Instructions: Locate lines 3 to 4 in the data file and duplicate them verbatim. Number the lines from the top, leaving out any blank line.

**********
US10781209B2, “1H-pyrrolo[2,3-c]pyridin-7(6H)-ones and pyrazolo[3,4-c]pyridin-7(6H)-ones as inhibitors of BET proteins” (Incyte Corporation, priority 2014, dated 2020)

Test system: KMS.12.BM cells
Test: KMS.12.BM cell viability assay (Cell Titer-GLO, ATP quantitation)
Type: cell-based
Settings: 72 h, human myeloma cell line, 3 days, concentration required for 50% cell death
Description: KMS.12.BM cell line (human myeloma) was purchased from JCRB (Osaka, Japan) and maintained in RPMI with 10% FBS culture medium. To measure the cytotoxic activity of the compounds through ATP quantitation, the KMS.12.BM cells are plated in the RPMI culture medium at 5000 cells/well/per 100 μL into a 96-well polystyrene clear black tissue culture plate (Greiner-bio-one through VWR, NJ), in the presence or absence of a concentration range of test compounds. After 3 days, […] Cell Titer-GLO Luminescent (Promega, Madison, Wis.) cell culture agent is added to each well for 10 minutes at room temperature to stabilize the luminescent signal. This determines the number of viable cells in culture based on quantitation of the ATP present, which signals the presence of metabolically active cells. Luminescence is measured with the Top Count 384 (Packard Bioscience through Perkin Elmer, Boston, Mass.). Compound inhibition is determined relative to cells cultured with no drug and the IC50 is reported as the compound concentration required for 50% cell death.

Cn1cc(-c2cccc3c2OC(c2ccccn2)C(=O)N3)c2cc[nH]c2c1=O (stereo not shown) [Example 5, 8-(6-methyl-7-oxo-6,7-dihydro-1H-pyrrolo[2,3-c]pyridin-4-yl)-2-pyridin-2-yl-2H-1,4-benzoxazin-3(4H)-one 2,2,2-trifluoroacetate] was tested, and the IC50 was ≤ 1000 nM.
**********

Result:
Test: KMS.12.BM cell viability assay (Cell Titer-GLO, ATP quantitation)
Type: cell-based